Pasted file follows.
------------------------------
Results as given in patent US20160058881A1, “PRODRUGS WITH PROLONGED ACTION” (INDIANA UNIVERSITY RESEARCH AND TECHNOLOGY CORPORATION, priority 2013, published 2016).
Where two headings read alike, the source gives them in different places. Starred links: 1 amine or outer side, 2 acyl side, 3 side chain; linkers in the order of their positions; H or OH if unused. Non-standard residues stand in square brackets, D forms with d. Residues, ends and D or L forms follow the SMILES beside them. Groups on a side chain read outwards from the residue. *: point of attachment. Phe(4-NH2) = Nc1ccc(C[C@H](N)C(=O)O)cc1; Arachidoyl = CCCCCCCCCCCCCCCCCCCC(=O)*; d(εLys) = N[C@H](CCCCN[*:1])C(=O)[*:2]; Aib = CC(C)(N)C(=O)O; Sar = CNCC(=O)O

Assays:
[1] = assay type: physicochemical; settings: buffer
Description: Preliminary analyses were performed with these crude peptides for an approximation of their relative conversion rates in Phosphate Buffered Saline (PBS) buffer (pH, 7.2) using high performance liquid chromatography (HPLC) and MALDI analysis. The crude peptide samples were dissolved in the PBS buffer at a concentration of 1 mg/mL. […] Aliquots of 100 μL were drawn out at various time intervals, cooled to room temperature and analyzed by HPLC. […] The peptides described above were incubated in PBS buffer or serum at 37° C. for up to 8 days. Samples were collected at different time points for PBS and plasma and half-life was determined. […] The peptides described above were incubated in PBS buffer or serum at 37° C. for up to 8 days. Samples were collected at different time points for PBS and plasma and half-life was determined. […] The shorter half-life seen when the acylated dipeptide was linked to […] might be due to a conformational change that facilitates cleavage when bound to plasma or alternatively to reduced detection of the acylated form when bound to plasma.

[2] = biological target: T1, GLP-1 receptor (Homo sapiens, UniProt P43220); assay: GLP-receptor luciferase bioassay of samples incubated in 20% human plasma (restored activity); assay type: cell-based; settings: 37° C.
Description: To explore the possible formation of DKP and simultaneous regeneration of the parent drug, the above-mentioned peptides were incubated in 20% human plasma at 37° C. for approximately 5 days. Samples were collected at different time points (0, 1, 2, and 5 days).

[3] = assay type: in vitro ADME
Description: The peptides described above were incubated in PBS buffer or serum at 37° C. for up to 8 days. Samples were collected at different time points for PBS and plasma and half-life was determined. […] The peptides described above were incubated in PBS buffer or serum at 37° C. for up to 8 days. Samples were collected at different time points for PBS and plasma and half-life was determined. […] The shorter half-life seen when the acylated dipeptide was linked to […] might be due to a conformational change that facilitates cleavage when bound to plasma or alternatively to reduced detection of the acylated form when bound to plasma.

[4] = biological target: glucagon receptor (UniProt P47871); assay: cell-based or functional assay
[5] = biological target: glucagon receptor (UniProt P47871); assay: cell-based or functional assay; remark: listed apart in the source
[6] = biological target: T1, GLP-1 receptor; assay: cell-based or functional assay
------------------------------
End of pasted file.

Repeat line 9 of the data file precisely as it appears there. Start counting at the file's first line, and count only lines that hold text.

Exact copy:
Description: The peptides described above were incubated in PBS buffer or serum at 37° C. for up to 8 days. Samples were collected at different time points for PBS and plasma and half-life was determined. […] The peptides described above were incubated in PBS buffer or serum at 37° C. for up to 8 days. Samples were collected at different time points for PBS and plasma and half-life was determined. […] The shorter half-life seen when the acylated dipeptide was linked to […] might be due to a conformational change that facilitates cleavage when bound to plasma or alternatively to reduced detection of the acylated form when bound to plasma.